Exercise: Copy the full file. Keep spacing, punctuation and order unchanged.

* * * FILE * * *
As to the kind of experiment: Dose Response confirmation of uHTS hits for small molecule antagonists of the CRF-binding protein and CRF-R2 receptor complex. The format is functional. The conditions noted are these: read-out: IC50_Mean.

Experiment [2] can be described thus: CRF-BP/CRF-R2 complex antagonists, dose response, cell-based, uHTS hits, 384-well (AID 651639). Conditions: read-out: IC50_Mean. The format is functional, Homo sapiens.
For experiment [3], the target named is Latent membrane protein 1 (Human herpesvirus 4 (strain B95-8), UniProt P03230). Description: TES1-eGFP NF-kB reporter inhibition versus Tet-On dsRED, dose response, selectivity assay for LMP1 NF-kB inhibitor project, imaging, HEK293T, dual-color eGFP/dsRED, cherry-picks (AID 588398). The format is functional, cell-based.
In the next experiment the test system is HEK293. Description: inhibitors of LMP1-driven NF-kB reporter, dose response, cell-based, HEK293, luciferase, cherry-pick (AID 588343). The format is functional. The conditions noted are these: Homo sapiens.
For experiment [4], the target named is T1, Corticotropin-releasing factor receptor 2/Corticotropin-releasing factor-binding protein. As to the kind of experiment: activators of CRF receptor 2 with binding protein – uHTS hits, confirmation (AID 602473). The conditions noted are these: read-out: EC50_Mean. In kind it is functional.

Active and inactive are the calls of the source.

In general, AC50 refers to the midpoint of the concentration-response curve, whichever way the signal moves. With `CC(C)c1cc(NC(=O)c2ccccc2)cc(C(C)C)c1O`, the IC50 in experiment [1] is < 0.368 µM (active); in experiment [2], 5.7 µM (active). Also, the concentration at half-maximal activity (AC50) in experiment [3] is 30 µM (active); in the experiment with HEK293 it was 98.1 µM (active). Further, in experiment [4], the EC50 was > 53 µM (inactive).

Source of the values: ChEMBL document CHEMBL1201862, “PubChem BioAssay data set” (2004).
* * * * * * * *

As to the kind of experiment: Dose Response confirmation of uHTS hits for small molecule antagonists of the CRF-binding protein and CRF-R2 receptor complex. The format is functional. The conditions noted are these: read-out: IC50_Mean.

Experiment [2] can be described thus: CRF-BP/CRF-R2 complex antagonists, dose response, cell-based, uHTS hits, 384-well (AID 651639). Conditions: read-out: IC50_Mean. The format is functional, Homo sapiens.
For experiment [3], the target named is Latent membrane protein 1 (Human herpesvirus 4 (strain B95-8), UniProt P03230). Description: TES1-eGFP NF-kB reporter inhibition versus Tet-On dsRED, dose response, selectivity assay for LMP1 NF-kB inhibitor project, imaging, HEK293T, dual-color eGFP/dsRED, cherry-picks (AID 588398). The format is functional, cell-based.
In the next experiment the test system is HEK293. Description: inhibitors of LMP1-driven NF-kB reporter, dose response, cell-based, HEK293, luciferase, cherry-pick (AID 588343). The format is functional. The conditions noted are these: Homo sapiens.
For experiment [4], the target named is T1, Corticotropin-releasing factor receptor 2/Corticotropin-releasing factor-binding protein. As to the kind of experiment: activators of CRF receptor 2 with binding protein – uHTS hits, confirmation (AID 602473). The conditions noted are these: read-out: EC50_Mean. In kind it is functional.

Active and inactive are the calls of the source.

In general, AC50 refers to the midpoint of the concentration-response curve, whichever way the signal moves. With `CC(C)c1cc(NC(=O)c2ccccc2)cc(C(C)C)c1O`, the IC50 in experiment [1] is < 0.368 µM (active); in experiment [2], 5.7 µM (active). Also, the concentration at half-maximal activity (AC50) in experiment [3] is 30 µM (active); in the experiment with HEK293 it was 98.1 µM (active). Further, in experiment [4], the EC50 was > 53 µM (inactive).

Source of the values: ChEMBL document CHEMBL1201862, “PubChem BioAssay data set” (2004).